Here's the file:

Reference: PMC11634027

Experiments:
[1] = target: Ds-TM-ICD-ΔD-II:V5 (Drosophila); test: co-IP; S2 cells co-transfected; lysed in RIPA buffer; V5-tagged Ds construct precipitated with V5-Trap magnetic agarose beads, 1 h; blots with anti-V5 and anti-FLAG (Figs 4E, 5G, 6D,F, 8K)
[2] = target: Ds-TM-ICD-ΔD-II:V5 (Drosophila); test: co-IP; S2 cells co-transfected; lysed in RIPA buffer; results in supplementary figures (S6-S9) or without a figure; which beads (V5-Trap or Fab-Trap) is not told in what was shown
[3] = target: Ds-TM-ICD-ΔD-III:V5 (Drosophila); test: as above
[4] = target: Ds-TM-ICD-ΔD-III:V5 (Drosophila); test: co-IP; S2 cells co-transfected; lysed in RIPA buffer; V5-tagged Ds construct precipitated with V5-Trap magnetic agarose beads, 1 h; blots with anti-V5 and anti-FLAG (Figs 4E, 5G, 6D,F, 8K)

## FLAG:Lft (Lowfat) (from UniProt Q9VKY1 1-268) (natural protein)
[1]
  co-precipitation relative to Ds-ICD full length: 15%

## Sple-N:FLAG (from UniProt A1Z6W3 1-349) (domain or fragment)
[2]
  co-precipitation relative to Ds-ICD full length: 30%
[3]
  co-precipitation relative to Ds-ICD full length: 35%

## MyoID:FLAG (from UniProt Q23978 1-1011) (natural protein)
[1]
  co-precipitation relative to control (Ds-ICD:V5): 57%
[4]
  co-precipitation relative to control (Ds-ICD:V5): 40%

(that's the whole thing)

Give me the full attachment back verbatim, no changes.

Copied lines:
Reference: PMC11634027

Experiments:
[1] = target: Ds-TM-ICD-ΔD-II:V5 (Drosophila); test: co-IP; S2 cells co-transfected; lysed in RIPA buffer; V5-tagged Ds construct precipitated with V5-Trap magnetic agarose beads, 1 h; blots with anti-V5 and anti-FLAG (Figs 4E, 5G, 6D,F, 8K)
[2] = target: Ds-TM-ICD-ΔD-II:V5 (Drosophila); test: co-IP; S2 cells co-transfected; lysed in RIPA buffer; results in supplementary figures (S6-S9) or without a figure; which beads (V5-Trap or Fab-Trap) is not told in what was shown
[3] = target: Ds-TM-ICD-ΔD-III:V5 (Drosophila); test: as above
[4] = target: Ds-TM-ICD-ΔD-III:V5 (Drosophila); test: co-IP; S2 cells co-transfected; lysed in RIPA buffer; V5-tagged Ds construct precipitated with V5-Trap magnetic agarose beads, 1 h; blots with anti-V5 and anti-FLAG (Figs 4E, 5G, 6D,F, 8K)

## FLAG:Lft (Lowfat) (from UniProt Q9VKY1 1-268) (natural protein)
[1]
  co-precipitation relative to Ds-ICD full length: 15%

## Sple-N:FLAG (from UniProt A1Z6W3 1-349) (domain or fragment)
[2]
  co-precipitation relative to Ds-ICD full length: 30%
[3]
  co-precipitation relative to Ds-ICD full length: 35%

## MyoID:FLAG (from UniProt Q23978 1-1011) (natural protein)
[1]
  co-precipitation relative to control (Ds-ICD:V5): 57%
[4]
  co-precipitation relative to control (Ds-ICD:V5): 40%